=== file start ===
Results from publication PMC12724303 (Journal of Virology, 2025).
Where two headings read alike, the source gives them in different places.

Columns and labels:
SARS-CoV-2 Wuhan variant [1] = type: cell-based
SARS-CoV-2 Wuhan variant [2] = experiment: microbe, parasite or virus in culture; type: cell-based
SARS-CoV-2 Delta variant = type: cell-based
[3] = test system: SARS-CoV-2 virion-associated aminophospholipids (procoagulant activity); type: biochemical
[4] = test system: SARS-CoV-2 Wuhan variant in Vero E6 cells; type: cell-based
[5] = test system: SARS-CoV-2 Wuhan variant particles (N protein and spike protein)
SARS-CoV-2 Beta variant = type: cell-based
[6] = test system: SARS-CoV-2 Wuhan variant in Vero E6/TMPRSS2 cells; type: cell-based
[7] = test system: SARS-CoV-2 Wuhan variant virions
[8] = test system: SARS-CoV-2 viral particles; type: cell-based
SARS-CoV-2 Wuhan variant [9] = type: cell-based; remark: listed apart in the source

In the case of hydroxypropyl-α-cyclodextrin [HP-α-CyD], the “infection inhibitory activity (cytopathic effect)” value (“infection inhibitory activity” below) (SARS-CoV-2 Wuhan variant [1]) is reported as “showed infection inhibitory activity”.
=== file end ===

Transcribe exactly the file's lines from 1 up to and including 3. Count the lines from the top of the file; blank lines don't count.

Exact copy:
Results from publication PMC12724303 (Journal of Virology, 2025).
Where two headings read alike, the source gives them in different places.

Columns and labels: